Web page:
The Brain That Wouldn’t Die is a sta­ple of vin­tage bad sci-fi movie lists.   It was the sub­ject of an MST3K episode and clips from it appeared in It Came From Hollywood, a bad movie com­pendi­um that put this film in the schlock sci-fi pan­theon along with oth­er favorites like Robot Monster and Plan Nine From Outer Space. In fair­ness to its crit­ics, The Brain That Wouldn’t Die is filled with goofy sci­ence, wacked-out plot twists and over­heat­ed per­for­mances. That said, those ele­ments coa­lesce into a movie that is lurid and off­beat BrainTWD-bluin a way that a sim­ple “bad movie” tag can’t cap­ture.

The plot of The Brain That Wouldn’t Die splits the dif­fer­ence between Frankenstein and Eyes Without A Face, albeit on a tinier bud­get and with sleazier pro­cliv­i­ties. Dr. Bill Cortner (Jason Evers) is the story’s Dr. Frankenstein, a man obsessed with per­fect­ing limb trans­plants. He gets an unex­pect­ed oppor­tu­ni­ty when his reck­less dri­ving leads to his lov­ing fiancée Jan (Virginia Leith) being decap­i­tat­ed.

Working with his assis­tant, crip­pled ex-sur­geon Kurt (Anthony La Penna), Bill uses a test serum to keep the head alive and begins prowl­ing gentlemen’s clubs and fig­ure con­tests to find a new body for her. Meanwhile, what’s left of Jan is going crazy and devel­op­ing new psy­chic pow­ers from her serum — and there’s also a mys­te­ri­ous failed exper­i­ment lurk­ing behind a locked door that is essen­tial­ly this film’s answer to Chekhov’s gun.

The Brain That Wouldn’t Die deliv­ers all the trashy kicks that bad film fans crave: it glee­ful­ly push­es the bounds of ear­ly ‘60s film stan­dards, weav­ing in decap­i­ta­tion, dis­mem­ber­ment, cat fights and a macabre human mon­ster into its boil­er­plate mad sci­en­tist plot. It also has a horny, sleazy under­tone, par­tic­u­lar­ly the peri­od­ic stops to leer at lusty wom­en as the good doc­tor hunts for anoth­er body.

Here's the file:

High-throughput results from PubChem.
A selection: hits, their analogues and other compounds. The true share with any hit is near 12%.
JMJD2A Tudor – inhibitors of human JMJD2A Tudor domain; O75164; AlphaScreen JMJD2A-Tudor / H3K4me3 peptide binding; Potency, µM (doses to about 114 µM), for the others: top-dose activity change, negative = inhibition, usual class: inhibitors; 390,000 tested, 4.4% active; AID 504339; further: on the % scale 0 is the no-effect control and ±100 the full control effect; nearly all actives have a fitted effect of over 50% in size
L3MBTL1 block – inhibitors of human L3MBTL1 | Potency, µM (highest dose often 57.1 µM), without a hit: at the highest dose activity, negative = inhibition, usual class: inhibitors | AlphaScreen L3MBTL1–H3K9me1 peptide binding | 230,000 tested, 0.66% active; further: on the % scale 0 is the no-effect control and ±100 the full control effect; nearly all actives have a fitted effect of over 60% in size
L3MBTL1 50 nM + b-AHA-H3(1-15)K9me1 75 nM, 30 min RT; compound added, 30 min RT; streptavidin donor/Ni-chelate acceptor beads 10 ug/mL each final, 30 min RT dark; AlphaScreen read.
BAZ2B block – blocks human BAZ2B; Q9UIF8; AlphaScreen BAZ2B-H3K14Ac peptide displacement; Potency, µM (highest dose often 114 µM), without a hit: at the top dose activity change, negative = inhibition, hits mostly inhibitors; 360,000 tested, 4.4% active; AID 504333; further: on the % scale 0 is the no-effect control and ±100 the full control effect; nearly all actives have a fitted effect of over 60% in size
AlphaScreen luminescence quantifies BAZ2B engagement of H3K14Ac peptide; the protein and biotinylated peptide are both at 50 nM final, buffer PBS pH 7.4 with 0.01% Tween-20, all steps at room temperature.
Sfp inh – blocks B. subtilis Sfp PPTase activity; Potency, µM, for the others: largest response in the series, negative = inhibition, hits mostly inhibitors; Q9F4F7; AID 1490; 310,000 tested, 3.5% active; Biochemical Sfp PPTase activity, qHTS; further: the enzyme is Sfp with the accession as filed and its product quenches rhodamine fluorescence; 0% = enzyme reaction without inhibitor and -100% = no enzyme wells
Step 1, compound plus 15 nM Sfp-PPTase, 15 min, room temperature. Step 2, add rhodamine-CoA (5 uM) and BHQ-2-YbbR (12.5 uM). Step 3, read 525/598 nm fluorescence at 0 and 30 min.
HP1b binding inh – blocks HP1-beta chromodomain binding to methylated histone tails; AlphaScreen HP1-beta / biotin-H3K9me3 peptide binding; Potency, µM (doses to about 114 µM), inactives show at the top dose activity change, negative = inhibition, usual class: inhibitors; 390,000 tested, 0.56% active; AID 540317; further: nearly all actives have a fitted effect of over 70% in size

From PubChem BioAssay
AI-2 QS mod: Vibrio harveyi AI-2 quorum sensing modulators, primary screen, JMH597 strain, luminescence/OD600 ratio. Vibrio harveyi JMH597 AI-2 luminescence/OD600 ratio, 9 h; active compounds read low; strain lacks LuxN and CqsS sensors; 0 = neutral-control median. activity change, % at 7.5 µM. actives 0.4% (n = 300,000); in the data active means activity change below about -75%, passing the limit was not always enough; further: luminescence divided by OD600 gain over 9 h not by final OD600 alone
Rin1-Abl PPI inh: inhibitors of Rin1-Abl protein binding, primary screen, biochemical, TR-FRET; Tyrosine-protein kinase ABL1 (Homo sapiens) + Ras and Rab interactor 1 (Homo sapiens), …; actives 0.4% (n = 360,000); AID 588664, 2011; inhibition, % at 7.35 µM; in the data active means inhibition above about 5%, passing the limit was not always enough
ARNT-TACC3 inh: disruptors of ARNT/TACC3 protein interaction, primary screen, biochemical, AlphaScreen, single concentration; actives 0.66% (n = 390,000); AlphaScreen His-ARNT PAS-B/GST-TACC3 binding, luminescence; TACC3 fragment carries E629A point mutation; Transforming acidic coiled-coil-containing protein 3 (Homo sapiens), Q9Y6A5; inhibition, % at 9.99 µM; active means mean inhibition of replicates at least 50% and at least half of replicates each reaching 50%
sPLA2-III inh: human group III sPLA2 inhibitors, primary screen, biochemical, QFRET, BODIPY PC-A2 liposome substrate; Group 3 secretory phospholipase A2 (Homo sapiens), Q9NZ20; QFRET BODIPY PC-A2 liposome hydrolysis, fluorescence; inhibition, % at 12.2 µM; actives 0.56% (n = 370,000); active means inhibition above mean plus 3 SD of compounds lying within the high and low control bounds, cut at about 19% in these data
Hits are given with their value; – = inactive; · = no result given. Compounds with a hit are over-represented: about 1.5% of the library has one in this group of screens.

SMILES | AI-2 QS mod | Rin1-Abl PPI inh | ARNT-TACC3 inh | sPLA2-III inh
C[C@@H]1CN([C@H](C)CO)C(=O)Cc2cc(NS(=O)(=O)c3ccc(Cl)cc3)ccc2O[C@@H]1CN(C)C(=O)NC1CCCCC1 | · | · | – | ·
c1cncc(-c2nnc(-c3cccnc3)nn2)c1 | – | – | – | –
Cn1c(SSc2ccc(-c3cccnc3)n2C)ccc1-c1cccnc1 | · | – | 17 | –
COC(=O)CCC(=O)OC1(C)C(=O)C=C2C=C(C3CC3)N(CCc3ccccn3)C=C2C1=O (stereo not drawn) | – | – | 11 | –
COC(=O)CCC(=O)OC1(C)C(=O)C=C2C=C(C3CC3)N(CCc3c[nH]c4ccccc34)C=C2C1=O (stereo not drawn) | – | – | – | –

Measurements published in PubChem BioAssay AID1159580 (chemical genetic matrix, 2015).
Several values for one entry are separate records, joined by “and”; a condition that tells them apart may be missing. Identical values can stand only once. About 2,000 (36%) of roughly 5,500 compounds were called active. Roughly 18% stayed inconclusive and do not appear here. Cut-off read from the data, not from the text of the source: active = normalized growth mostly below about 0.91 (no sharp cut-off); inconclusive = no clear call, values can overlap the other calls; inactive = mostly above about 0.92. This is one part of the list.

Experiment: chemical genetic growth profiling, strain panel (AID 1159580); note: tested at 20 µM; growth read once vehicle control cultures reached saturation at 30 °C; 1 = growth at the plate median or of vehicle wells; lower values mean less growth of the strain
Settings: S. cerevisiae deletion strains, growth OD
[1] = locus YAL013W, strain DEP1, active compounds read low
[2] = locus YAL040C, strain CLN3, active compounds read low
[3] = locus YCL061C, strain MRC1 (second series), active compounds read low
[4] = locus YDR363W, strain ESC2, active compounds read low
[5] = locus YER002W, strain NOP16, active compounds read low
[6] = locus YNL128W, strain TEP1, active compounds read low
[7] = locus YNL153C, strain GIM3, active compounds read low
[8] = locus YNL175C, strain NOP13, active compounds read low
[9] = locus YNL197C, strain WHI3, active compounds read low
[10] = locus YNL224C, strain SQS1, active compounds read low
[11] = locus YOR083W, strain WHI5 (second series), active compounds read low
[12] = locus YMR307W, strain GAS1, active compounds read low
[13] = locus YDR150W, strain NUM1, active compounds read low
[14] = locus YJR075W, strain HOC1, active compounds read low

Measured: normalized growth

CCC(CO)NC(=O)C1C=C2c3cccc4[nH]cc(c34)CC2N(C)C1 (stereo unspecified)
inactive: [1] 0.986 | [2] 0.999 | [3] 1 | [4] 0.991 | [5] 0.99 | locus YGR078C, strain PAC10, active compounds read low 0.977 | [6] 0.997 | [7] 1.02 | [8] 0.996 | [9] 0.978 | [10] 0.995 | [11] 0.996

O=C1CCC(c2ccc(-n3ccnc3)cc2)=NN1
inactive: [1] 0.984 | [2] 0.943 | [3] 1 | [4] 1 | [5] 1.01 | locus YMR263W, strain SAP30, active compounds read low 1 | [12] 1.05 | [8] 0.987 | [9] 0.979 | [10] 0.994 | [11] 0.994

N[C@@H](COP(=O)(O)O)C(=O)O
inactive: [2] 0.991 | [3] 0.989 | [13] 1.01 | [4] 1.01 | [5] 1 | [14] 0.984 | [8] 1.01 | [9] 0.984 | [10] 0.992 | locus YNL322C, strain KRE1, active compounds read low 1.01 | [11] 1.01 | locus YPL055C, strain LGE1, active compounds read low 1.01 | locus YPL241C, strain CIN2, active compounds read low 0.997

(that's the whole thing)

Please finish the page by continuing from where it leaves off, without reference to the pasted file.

BrainTWD-01The film ben­e­fits from hav­ing col­or­ful per­for­mances that fit trashy comic-book mate­ri­al. Evers does amus­ing work as a calm­ly nasty mad doc­tor but the most inter­est­ing work comes from Leith, who goes bat­tier by the moment as the tit­u­lar char­ac­ter, and also La Penna as a trag­ic Igor-type who takes his pathos over-the-top. Leith and La Penna have the best dia­logue exchanges in the film via a cou­ple of sce­nes where they argue about the moral­i­ty of Bill’s actions while lament­ing their fates as soci­etal out­casts.

However, the ele­ment that push­es The Brain That Wouldn’t Die into trash-flick great­ness is a strange, noir-gone-nih­lis­tic qual­i­ty that makes it hyp­notic. It’s the kind of film where all the major char­ac­ters are will­ing to do awful things to get what they want and deceive and/or kill oth­ers to do it. Their actions lead to a grand­ly vicious finale that squares up the sto­ry in Old BrainTWD-02Testament style by pun­ish­ing every­one caught up in the film’s vor­tex of sleaze­ball sci­ence.

In short, The Brain That Wouldn’t Die shouldn’t be dis­missed as a mere bad movie. This lit­tle quick­ie is also suf­fused with a mean-spirit­ed sen­si­bil­i­ty and a bleak world­view that give it a real charge. Fans of grind­house fare might appre­ci­ate its poke-you-in-the-eye approach to famil­iar mad sci­en­tist movie con­cepts.

Blu-Ray Notes: The Brain That Wouldn’t Die has been a pub­lic domain sta­ple for years but it has got­ten a grand upgrade via a new blu-ray from Scream Factory. It boasts a nice-look­ing trans­fer that makes it eas­ier to appre­ci­ate the film’s sur­pris­ing­ly good black-and-white pho­tog­ra­phy and the loss­less mono audio presents its sim­ple mix in a clear man­ner.

BrainTWD-03There’s also a gen­er­ous pack­age of extras here. They begin with the episode of Mystery Science Theater 3000 that uses this film as its back­bone. It was the first episode for host Mike Nelson and he and the ‘bots work their way through their usu­al array of wise­cracks and ref­er­ences.

Better yet, there is a com­men­tary track by gen­re film expert Steve Haberman and Tony Sasso, who penned an entire book about The Brain That Wouldn’t Die. They mix play­ful ban­ter with plen­ti­ful facts about the cast, the crew and the pro­duc­tion.

The extras are round­ed out with a top­less scene used for the inter­na­tion­al ver­sion of the film, a suit­ably lurid title and a pho­to gallery.